Edited by Rev. Dr. Albert Collver III (LCMS), Rev. Dr. James Arne Nestingen (NALC), and Prof. John T. Pless (LCMS), The Necessary Distinction: A Continuing Conversation on Law & Gospel contains thirteen essays on the relationship of the law/gospel distinction to preaching, pastoral care, missions, ethics, and the Christian life. Essayists include Mark Seifrid, William Cwirla, Peter Brock, Larry Vogel, Mark C. Mattes, Naomichi Masaki, James Arne Nestingen, Stephen Hultgren, John T. Pless, Steven Paulson, Albert Collver III, and Roland F. Ziegler.

“I’m pleased that we have brought together a variety of confessional Lutheran scholars from North America and Australia to provide our churches with vigorous and fresh discussion of a theme at the heart of Lutheran theology,” said the work’s editor John T. Pless. “It is our hope that this book will be used in pastoral gatherings throughout the NALC, LCC, and LCMS to challenge and better equip pastors to engage the fine art of distinguishing Law and Gospel in all that they do.”

The book’s forthcoming publication has garnered praise from a number of theologians and church leaders. “These authors take Christ, the Scriptures, and our confessions seriously,” President Robert Bugbee of Lutheran Church–Canada noted. “They are not carbon copies of each other. They put you through your paces, even if you wrestle with certain details of their views. Pastors as well as informed lay theologians will profit from them. What a welcome contribution to the 500th Reformation anniversary year!” In addition to serving the Canadian church, President Bugbee also serves as Vice Chairman of the International Lutheran Council.

“When participants of the LCMS, LCC, NALC consultation first discussed the need for a book on the distinction between Law and Gospel, we couldn’t have conceived this collection of essays would be so practical, direct, helpful and accessible!” explained Rev. Dr. David M. Wendel, NALC’s Assistant to the Bishop for Ministry and Ecumenism. “In our day, when many Lutherans seem to have lost their way biblically, this book is much needed. It is for those who preach the Word and those who hear the Word, for pastors and laity, for the theologically trained and those who aren’t. It is a gift to our churches and to all who are committed to the ‘necessary distinction.’”

The Lutheran Church—Missouri Synod and Lutheran Church–Canada are both members of the International Lutheran Council, a global association of confessional Lutheran church bodies.

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Eastern European Lutheran bishops meet in Ukraine

Caption: Back: Bishop Alexander Yurchenko (SELCU), Vice President Oleg Schewtschenko (SELCU), Rev. Daniel S. Johnson (LCMS-SELC), Bishop Mindaugas Sabutis (LELB), Rev. Olav Panchu (ELCIR), Valera Partizan (DELKU). Front: President Matthew C. Harrison (LCMS), Bishop Serge Maschewski (DELKU), Rev. Dr. Albert Collver (LCMS), President Robert Bugbee (LCC), Rev. Andris Kraulin (ELCL), Bishop Vsevolod Lytkin (SELC).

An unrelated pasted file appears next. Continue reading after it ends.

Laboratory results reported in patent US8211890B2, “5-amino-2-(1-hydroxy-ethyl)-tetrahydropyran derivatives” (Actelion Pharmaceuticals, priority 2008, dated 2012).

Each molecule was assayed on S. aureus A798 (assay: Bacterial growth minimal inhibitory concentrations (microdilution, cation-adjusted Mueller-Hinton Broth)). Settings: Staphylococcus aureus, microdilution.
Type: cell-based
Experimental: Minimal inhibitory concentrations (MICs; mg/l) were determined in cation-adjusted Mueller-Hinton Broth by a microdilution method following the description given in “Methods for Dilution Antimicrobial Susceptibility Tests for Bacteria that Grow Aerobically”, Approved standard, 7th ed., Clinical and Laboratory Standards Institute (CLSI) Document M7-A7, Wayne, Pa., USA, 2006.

UKRAINE – The heads of several Lutheran churches in the former Soviet Union recently met together in Ukraine for the Eastern European Bishops Conference, along with the heads of their North American partner churches.

The conference, held in Odessa in late February, was hosted by the German Evangelical Lutheran Church of Ukraine (DELKU) and its Bishop Sergey Maschewski. DELKU, long associated with the state (territorial) Lutheran churches of Germany, has in recent years begun aligning itself with more conservative bodies like The Lutheran Church—Missouri Synod (LCMS) and Lutheran Church–Canada (LCC). In addition to the presidents of LCC and LCMS, DELKU also hosted the bishops (or their representatives) from several other Lutheran church bodies in eastern Europe, including the Evangelical Lutheran Church of Ingria in Russia (ELCIR), the Evangelical Lutheran Church of Latvia (LELB), and the Evangelical Lutheran Church in Lithuania (ELCL), the Synod of Evangelical Lutheran Churches in Ukraine (SELCU), and the Siberian Evangelical Lutheran Church (SELC). The conference also welcomed a number of ecumenical guests.

Ecumenical guests at the Eastern European Lutheran Bishops Conference. (Photo: Facebook page of the Evangelical Lutheran Cathedral of the Apostle Paul).

During the conference, the bishops reported on their respective churches and the challenges they face. A number of these churches have to do their work over long distances: SELC, for example, is stretched out over a vast territory spanning 7,000 kilometers. DELKU, as another example, struggles with a severe clergy shortage, currently operating 28 congregations with only nine pastors. Many of these congregations are distant from the nearest neighbouring pastor or parish.